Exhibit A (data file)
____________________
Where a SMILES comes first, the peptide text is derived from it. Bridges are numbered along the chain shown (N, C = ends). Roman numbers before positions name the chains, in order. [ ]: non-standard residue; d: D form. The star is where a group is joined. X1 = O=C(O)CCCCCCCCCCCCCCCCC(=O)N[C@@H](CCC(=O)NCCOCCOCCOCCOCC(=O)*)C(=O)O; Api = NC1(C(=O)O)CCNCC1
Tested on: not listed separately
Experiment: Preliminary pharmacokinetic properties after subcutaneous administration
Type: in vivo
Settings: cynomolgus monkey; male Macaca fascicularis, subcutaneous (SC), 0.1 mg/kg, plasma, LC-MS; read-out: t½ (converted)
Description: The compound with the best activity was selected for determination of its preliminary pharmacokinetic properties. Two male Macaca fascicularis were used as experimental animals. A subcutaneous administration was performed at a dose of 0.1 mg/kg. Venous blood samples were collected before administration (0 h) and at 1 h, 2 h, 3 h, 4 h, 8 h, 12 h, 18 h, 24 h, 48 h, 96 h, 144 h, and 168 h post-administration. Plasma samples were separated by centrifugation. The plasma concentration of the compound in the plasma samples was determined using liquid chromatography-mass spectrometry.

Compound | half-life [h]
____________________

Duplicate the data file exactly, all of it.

Where a SMILES comes first, the peptide text is derived from it. Bridges are numbered along the chain shown (N, C = ends). Roman numbers before positions name the chains, in order. [ ]: non-standard residue; d: D form. The star is where a group is joined. X1 = O=C(O)CCCCCCCCCCCCCCCCC(=O)N[C@@H](CCC(=O)NCCOCCOCCOCCOCC(=O)*)C(=O)O; Api = NC1(C(=O)O)CCNCC1
Tested on: not listed separately
Experiment: Preliminary pharmacokinetic properties after subcutaneous administration
Type: in vivo
Settings: cynomolgus monkey; male Macaca fascicularis, subcutaneous (SC), 0.1 mg/kg, plasma, LC-MS; read-out: t½ (converted)
Description: The compound with the best activity was selected for determination of its preliminary pharmacokinetic properties. Two male Macaca fascicularis were used as experimental animals. A subcutaneous administration was performed at a dose of 0.1 mg/kg. Venous blood samples were collected before administration (0 h) and at 1 h, 2 h, 3 h, 4 h, 8 h, 12 h, 18 h, 24 h, 48 h, 96 h, 144 h, and 168 h post-administration. Plasma samples were separated by centrifugation. The plasma concentration of the compound in the plasma samples was determined using liquid chromatography-mass spectrometry.

Compound | half-life [h]